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The compiler allows me to do the following:

procedure MyProc(const ADynData: array of string);

or

procedure MyProc(const ADynData: TStringDynArray);

and pass arbitrary data like so:

MyProc(['Data1', 'Data2']);

However, won't allow

function MyFunc: TStringDynArray;
....
function MyFunc: TStringDynArray;
begin
    Result := ['Data1', 'Data2'];
end;

or

function MyFunc: TStringDynArray;
const
    CDynData: array[0..1] of string = ('Data1', 'Data2');
begin
    Result := CDynData;
end;

Why is this? Isn't this technically the same thing?

For these particular scenarios what is the recommended (and most efficient) way of returning an arbitrary array of string?

share|improve this question
    
It is idiomatic in Delphi to use a var-array-of parameter instead of trying to return a dynamic array. Remember that Delphi does not have the large elaborate set of value and reference semantics that C++ does, and that this imposes some limitations on what you can return from a function in Delphi. In particular, Delphi's memory management of dynamic arrays is better handled by a var array (to return). Your example above would be more directly comparable if you used "var" instead of const since returning an array and passing one in are two very different things in memory management. –  Warren P Apr 10 '13 at 11:19
1  
@WarrenP No so. In fact it is idiomatic to return a dynamic array. That allows the callee to decide how long the array should be. The current idiom is to return TArray<T>. Try setting the length of an open array! –  David Heffernan Apr 10 '13 at 11:31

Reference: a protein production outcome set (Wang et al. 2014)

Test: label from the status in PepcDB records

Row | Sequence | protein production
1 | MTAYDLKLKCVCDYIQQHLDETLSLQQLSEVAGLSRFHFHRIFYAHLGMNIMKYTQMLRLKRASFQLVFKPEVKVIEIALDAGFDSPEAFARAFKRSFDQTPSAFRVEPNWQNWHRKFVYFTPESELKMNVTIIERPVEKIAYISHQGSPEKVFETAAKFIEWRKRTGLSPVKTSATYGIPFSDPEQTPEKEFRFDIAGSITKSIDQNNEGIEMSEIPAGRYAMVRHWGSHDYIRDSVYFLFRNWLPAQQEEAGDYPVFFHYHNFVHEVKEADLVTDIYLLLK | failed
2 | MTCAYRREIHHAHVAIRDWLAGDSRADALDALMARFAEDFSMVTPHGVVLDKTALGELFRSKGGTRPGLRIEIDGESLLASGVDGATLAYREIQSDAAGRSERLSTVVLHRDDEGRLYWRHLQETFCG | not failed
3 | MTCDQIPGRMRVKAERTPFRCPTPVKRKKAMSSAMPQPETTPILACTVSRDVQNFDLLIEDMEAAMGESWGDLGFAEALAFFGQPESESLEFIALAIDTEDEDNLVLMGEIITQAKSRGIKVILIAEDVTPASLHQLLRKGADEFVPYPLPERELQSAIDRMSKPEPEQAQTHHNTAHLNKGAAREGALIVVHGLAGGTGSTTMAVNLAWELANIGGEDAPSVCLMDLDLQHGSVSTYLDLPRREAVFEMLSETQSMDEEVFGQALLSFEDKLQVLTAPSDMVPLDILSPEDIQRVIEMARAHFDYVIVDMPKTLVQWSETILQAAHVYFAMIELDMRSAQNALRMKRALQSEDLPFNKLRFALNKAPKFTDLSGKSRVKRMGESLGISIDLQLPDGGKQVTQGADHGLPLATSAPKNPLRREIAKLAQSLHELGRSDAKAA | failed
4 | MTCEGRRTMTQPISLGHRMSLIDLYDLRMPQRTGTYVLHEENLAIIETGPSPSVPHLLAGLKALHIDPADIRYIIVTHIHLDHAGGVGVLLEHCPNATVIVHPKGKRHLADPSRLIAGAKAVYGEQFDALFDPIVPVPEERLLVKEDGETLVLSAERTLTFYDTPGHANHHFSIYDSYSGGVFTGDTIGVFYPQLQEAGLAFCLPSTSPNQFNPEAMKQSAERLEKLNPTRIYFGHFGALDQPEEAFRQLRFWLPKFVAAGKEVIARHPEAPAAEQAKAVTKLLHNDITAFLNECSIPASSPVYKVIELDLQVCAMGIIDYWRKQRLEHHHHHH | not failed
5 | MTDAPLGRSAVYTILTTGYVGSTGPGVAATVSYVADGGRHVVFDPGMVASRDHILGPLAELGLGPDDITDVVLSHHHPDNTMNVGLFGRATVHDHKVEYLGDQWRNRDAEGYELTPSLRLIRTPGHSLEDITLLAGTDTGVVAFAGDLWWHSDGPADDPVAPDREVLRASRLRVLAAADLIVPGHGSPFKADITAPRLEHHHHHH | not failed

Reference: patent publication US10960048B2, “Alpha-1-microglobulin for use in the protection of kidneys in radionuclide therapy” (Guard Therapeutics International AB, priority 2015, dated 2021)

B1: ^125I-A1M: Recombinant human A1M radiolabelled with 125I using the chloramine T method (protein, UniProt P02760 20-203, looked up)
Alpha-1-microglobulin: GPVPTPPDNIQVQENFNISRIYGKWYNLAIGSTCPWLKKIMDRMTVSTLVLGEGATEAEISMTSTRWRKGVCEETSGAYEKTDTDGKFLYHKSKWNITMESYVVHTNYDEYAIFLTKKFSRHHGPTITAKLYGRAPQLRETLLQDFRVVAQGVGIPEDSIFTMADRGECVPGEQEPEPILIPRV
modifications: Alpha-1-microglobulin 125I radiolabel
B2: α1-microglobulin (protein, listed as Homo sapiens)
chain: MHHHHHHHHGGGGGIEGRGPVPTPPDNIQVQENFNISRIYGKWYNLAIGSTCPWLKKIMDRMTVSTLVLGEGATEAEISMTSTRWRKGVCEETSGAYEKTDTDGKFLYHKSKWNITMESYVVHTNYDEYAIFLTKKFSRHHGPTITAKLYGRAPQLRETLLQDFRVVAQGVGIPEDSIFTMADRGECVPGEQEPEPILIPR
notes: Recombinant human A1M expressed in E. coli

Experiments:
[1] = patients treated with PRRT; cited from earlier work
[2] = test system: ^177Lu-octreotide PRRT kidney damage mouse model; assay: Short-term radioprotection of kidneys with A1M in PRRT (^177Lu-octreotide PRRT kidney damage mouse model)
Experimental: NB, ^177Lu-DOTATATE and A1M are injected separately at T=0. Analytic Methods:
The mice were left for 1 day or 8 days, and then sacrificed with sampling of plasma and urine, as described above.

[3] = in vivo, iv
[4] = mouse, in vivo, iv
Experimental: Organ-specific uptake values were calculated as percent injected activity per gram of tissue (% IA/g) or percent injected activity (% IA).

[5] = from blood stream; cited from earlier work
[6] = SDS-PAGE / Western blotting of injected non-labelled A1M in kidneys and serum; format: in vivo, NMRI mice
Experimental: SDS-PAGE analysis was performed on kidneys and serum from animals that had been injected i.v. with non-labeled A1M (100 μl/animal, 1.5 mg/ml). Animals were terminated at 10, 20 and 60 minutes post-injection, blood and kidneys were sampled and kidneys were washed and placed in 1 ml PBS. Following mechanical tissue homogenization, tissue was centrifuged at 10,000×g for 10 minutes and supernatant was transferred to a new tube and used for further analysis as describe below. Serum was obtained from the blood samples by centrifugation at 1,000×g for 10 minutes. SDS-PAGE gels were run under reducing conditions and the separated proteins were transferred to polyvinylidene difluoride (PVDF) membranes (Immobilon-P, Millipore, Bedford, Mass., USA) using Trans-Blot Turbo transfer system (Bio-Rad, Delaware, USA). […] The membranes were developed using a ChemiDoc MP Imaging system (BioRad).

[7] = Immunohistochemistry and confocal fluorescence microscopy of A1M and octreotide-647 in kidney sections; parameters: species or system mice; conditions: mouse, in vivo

Okay, in Modern Delphi versions that support generics, David is right. However, the classic Delphi curmudgeons out there still don't rely on Generic code because we don't trust it. So we use var parameters and we let the classic technique continue to operate as well as it always has. Next time we see a horrible breakage posted on QualityCentral where the whole thing dies horribly when a compiler bug gets hit... We will try not to gloat. :-) –  Warren P Apr 10 '13 at 14:17
1  
@WarrenP I ask again, what do you do when the callee determines the length? The answer is the same even in pre-generics versions of Delphi. –  David Heffernan Apr 10 '13 at 14:43
    
good point. There are valid reasons to avoid the old pattern. –  Warren P Apr 10 '13 at 14:45

3 Answers 3

up vote 8 down vote accepted

No, it's not the same thing. In

procedure MyProc(const ADynData: array of string);

the argument is an open array parameter, which is not the same thing as an 'ordinary' dynamic array. The [..] syntax can only be used to create open arrays in open array parameters of functions. (Otherwise, [..] is used to specify sets in code, such as Font.Style := [fsBold, fsItalic]. But sets can only have ordinal types as their 'base types', so there is still no such thing as 'set of string'.)

In other words, it is not possible to write a dynamic array in code like you try in your second code snippet,